Portland shares green approach with Kunming

Updated: 2014-01-25 03:12

By HU YONGQI in Kunming (China Daily)

  Comments() Print Mail Large Medium  Small 分享按钮 0

Planning and design experts from Portland, the United States, are helping Kunming to promote walking and cycling to lower carbon emissions and alleviate traffic congestion.

A contingent from the Oregon city recently made a four-day visit to the capital of Yunnan province.

It was part of the US-China EcoPartnership agreement signed in May 2012.

The pact between the US city and Kunming focuses on bicycling systems, low-carbon development, ecological protection and tourism around Dianchi Lake, as well as transit development in the city.

The partnership originated from the US-China Framework for 10-Year Cooperation on Energy and Environment signed in 2008.

In October, Portland Mayor Charlie Hales met with Kumming Mayor Li Wenrong to discuss such low-carbon measures as trails for bikes and bike-sharing near subway stations. In the most recent meeting, the Portland delegation and project managers and Kunming’s top urban planning and design authorities aimed to reach a consensus on the new policy.

Denver Igarta, planner for the Portland Bureau of Transportation, said experts from his city visited a trail for bicycles along the Panlong River and surrounding areas of Dianchi Lake.

“The guiding principles that we borrowed from Europe—safety, comfort, attractiveness, connectedness and directness — mean walking and cycling must be within a short distance, and safety should be ensured,” he said.

He called for a complete network for bicycles and pedestrians and urged experiments to find new ways to handle the two groups.

“We’ll see how the practices in Portland fit the context of Kunming and modify drivers’ behavior and habits to ensure safety,” Igarta said.

Figuring out how to cross streets safely has been a headache for many pedestrians and cyclists in Kunming.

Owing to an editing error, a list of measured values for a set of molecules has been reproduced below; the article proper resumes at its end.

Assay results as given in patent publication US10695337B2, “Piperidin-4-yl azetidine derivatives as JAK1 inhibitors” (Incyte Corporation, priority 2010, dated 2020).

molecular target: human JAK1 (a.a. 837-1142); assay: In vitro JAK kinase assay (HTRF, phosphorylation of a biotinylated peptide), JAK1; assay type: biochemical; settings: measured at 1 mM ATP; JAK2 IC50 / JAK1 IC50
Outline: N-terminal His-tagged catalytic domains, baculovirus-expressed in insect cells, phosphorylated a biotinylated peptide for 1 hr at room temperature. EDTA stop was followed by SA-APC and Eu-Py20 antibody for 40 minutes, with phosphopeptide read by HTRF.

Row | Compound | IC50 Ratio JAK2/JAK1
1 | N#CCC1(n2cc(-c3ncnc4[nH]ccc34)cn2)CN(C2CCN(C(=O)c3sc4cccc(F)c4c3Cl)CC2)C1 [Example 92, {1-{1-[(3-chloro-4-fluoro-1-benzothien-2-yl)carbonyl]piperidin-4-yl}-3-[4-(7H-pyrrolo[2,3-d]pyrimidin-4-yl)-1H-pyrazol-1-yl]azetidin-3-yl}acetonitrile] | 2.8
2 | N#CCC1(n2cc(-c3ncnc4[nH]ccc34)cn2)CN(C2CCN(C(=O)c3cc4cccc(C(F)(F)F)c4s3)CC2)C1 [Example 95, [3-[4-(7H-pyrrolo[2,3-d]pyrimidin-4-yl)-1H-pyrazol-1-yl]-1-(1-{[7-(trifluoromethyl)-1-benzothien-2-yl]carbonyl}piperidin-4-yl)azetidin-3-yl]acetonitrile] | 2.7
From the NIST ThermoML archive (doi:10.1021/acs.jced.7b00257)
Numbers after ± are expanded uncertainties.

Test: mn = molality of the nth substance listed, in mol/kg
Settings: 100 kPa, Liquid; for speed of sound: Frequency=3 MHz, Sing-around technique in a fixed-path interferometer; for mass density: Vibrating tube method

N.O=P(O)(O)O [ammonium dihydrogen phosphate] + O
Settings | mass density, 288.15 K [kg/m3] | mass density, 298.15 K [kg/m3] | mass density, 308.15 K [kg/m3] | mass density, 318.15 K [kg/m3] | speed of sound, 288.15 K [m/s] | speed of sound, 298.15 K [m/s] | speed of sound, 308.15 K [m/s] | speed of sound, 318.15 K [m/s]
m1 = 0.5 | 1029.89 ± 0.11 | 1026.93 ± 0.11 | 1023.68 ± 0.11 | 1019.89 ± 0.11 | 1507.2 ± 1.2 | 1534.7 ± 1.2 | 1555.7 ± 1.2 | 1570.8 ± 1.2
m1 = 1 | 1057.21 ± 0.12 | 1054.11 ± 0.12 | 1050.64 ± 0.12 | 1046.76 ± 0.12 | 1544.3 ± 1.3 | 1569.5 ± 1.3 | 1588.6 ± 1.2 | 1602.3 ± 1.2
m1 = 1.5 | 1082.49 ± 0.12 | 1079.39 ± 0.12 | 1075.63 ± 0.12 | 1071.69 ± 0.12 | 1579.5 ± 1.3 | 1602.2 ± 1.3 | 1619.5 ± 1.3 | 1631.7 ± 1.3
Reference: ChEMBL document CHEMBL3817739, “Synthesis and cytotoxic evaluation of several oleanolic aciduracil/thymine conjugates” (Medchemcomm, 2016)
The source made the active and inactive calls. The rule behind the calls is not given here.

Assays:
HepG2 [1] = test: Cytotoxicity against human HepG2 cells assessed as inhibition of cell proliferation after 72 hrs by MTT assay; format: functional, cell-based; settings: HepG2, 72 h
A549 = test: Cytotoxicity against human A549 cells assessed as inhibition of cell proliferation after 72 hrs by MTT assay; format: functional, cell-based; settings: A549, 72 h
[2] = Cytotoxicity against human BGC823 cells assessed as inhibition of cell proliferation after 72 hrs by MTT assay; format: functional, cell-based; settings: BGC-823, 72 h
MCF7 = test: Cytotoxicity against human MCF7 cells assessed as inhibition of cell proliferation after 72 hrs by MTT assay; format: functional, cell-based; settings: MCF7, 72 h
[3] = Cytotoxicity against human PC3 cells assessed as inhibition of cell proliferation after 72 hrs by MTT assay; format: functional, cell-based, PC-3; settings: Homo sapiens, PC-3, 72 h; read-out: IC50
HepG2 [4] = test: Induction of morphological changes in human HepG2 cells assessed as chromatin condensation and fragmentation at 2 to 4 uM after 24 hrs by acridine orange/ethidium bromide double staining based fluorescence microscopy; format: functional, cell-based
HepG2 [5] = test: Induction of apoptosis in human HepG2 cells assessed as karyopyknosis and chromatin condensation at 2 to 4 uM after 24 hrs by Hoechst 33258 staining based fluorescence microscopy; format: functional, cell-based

The Portland experts’ suggestions included setting up yellow flashing lights and buttons for pedestrians’ use.

Kunming and Portland are different in size, and the experts suggested that Kunming do multiple implementation simultaneously.

“Even in the US, traffic behaviors are different from one city to the next. Portland also has some very crazy drivers. The connotation of design must be relevant to the context,” Igarta said. “We need to enforce the law and encourage people to do things in the legal way, not violate the traffic rules.”

Portland has very dense street grids with many small blocks in its downtown areas. To curb congestion, the city’s core area has a signal system that controls vehicle speed, according to Michael Armstrong, deputy director of the Portland Bureau of Planning and Sustainability.

Armstrong said fewer people are driving there, and the number of cyclists has risen.

Kunming already has started to set aside more paths along roadways for walking or cycling.

Noting that Kunming is smaller and less densely populated than Portland, Armstrong said the Chinese city should invest more in infrastructure to make cycling easier — especially at rush hour.

“Congestion makes it harder for everyone,” he said. “If private cars are less desirable, people will shift to other modes of transportation, such as walking or bicycling.”

Kunming is now building six subways connecting its downtown with the suburbs. Beijing also has been promoting bike-sharing near subway stations, but that initiative has largely failed due to the inconvenience of having to return the bikes.

Portland has been running its light rail for 30 years and allows bikes to be taken onto the trains. Igarta suggested Kunming emulate this practice and the bike-share system that Portland will start to operate later this year.

“People can swipe a card to rent a bike outside subway stations and ride to their destination. However, the key is how to park the bikes when the users arrive,” he said.

Regarding the struggle of China’s transportation system to keep pace with the country’s urban expansion, Armstrong said Portland created an urban growth boundary, leaving enough space for population and job growth in the past 30 years.

Li Yingqing and Guo Anfei contributed to this story.